Using themes for assembly / collective worship planning
London Borough of Redbridge Advisory and Inspection Service, April 2000
The term 'assembly theme' can mean different things to different people. These notes, which have been used during INSET in Redbridge, are designed to bring clarity and to increase understanding.

What is a theme?

A theme is a word or phrase which acts as an imaginative link or trigger for a range of ideas and approaches which can be developed or taken in a single assembly, or during a series of assemblies/acts of collective worship.

What is the value of a theme?

Amongst other things, a theme can:

  • provide a focus for planning and forward-thinking;

  • excite interest;

  • act as a catalyst for imaginative ideas;

  • provide continuity;

  • suggest boundaries; and

  • provide a context for recognising and reflecting on important issues and incidents which affect the school.

Need a school use themes?

Though themes can be valuable for the above reasons, a school need not use them. Indeed, there can be dangers in over-reliance on themes. For example:

  • if carried on for too long, they could invite boredom; and

  • if given too much prominence, they can become restrictive and so form a barrier to developing other ideas or responding to something immediate. (A guard against this might be in suggesting that, though an assembly theme should usually be followed, assembly leaders should feel free to deviate from it if they judge that the situation warrants it.)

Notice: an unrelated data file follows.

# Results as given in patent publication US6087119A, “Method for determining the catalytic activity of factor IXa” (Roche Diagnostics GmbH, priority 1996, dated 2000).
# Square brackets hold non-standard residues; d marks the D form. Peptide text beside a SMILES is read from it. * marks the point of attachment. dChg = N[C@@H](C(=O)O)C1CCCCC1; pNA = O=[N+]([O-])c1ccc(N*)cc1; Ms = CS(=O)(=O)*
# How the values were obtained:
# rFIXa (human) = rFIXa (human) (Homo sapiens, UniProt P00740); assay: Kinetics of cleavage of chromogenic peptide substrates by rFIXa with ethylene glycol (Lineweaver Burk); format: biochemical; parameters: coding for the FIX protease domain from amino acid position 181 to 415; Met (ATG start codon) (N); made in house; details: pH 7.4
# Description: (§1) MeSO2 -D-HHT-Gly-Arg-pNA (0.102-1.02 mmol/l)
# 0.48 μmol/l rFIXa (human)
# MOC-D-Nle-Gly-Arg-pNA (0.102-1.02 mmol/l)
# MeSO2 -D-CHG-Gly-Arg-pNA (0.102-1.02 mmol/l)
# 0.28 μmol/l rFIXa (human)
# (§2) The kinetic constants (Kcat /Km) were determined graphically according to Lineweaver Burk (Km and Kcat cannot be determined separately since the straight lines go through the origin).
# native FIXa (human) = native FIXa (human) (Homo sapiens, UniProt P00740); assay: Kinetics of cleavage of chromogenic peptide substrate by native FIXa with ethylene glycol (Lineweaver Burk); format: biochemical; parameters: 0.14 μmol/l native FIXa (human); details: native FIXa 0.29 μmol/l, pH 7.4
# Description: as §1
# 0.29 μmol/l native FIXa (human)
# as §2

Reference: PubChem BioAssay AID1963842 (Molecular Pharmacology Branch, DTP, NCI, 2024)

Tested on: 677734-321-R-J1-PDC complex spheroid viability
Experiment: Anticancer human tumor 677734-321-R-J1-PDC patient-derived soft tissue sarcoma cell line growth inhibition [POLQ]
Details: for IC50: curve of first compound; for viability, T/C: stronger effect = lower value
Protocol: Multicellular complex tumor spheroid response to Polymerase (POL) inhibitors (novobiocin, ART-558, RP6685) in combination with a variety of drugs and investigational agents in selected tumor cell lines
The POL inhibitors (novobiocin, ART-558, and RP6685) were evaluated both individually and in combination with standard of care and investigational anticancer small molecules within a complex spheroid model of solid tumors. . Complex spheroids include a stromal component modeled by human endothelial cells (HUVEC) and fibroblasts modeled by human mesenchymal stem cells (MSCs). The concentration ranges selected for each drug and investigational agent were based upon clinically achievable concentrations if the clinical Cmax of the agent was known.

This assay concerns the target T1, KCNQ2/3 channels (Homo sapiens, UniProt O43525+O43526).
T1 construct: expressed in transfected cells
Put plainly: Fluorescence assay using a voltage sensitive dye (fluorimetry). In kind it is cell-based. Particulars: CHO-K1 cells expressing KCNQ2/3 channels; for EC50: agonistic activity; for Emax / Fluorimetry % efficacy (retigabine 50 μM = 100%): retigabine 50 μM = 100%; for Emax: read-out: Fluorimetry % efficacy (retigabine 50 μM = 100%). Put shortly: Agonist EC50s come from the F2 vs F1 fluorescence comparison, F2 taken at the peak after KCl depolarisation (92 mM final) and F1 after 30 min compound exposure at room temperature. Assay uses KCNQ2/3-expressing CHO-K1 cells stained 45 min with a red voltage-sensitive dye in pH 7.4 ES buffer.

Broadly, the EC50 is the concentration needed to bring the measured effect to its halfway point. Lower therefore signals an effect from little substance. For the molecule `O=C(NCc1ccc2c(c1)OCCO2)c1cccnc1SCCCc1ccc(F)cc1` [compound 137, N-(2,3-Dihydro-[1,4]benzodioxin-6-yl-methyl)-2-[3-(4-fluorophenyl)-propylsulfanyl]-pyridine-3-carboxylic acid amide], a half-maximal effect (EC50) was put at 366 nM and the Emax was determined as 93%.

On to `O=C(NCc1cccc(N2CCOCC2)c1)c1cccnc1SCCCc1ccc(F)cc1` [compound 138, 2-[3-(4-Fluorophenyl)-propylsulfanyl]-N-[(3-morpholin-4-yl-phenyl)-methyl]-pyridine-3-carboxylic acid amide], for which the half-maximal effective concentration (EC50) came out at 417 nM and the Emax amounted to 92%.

How long should a theme last?

Though a theme might be used for a single assembly/act of collective worship (see above), themes are usually used over a period of time such as a week, fortnight or half term. Schools sometimes adopt an assembly theme for a whole term.

What makes a good theme?

At least five qualities can be suggested:

  • it invites reflection

  • that is, it encourages people to think at depth, to 'get below the surface';;

  • it is 'multi-dimensional'

  • that is, it is capable of being developed in a range of ways;

  • it is attractively worded

  • through being alliterative or puzzling, for example;

  • it is relevant

  • that is, it connects with an aspect of the school, local, national or international scene

  • (eg with school Book Week, with World Food Day, with the beginning of Lent);

  • it is appropriate

  • that is, it can be understood by pupils at the school and does not compromise the school's philosophy and approach to assembly/collective worship.

What are the different types of theme?

The following might be suggested:


















Autumn Thoughts

The person I most admire is...

Blindness & sight

Reaching out

Prayer & meditation

My kind of music

Jesus: then & now

Our kind of school

Beauty & the beast


Tales from the classroom

People who help us

The forgotten question


One planet: many worlds

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